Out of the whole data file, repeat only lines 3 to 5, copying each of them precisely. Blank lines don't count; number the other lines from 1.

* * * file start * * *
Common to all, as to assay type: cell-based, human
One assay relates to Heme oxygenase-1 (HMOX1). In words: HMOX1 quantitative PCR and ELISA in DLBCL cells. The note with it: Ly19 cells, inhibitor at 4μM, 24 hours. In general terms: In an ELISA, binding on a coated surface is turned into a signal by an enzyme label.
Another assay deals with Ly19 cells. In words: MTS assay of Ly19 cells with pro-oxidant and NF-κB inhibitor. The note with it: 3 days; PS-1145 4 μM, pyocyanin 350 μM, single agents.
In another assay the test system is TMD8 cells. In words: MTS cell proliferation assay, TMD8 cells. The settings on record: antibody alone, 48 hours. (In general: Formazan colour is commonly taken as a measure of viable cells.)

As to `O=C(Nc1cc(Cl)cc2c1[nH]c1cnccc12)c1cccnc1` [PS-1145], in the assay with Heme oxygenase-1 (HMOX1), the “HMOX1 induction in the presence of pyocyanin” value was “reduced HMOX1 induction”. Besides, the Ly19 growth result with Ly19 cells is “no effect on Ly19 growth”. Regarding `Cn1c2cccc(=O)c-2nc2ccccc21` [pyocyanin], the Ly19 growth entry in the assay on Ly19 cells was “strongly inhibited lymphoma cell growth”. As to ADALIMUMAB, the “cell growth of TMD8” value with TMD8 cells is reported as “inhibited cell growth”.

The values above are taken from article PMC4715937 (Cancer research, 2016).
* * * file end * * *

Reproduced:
Another assay deals with Ly19 cells. In words: MTS assay of Ly19 cells with pro-oxidant and NF-κB inhibitor. The note with it: 3 days; PS-1145 4 μM, pyocyanin 350 μM, single agents.
In another assay the test system is TMD8 cells. In words: MTS cell proliferation assay, TMD8 cells. The settings on record: antibody alone, 48 hours. (In general: Formazan colour is commonly taken as a measure of viable cells.)

As to `O=C(Nc1cc(Cl)cc2c1[nH]c1cnccc12)c1cccnc1` [PS-1145], in the assay with Heme oxygenase-1 (HMOX1), the “HMOX1 induction in the presence of pyocyanin” value was “reduced HMOX1 induction”. Besides, the Ly19 growth result with Ly19 cells is “no effect on Ly19 growth”. Regarding `Cn1c2cccc(=O)c-2nc2ccccc21` [pyocyanin], the Ly19 growth entry in the assay on Ly19 cells was “strongly inhibited lymphoma cell growth”. As to ADALIMUMAB, the “cell growth of TMD8” value with TMD8 cells is reported as “inhibited cell growth”.